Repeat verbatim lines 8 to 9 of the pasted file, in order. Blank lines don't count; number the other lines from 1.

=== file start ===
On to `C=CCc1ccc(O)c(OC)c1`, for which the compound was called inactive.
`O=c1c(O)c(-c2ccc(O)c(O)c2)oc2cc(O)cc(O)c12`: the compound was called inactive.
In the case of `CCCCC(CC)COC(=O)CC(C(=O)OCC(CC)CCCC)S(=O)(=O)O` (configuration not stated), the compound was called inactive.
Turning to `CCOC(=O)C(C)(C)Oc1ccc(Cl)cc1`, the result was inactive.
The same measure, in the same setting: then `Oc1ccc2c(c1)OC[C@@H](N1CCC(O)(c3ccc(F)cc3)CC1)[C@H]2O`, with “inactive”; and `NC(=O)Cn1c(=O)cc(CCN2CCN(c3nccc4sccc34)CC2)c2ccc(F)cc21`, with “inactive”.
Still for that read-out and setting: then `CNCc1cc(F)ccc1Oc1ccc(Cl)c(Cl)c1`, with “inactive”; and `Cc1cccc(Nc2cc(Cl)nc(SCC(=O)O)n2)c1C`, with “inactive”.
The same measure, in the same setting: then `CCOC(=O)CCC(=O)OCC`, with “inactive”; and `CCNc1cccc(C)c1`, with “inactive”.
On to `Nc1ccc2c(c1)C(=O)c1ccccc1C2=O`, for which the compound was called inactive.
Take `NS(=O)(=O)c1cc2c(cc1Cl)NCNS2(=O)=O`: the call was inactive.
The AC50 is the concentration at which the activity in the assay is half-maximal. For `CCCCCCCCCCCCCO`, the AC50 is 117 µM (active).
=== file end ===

On to `Nc1ccc2c(c1)C(=O)c1ccccc1C2=O`, for which the compound was called inactive.
Take `NS(=O)(=O)c1cc2c(cc1Cl)NCNS2(=O)=O`: the call was inactive.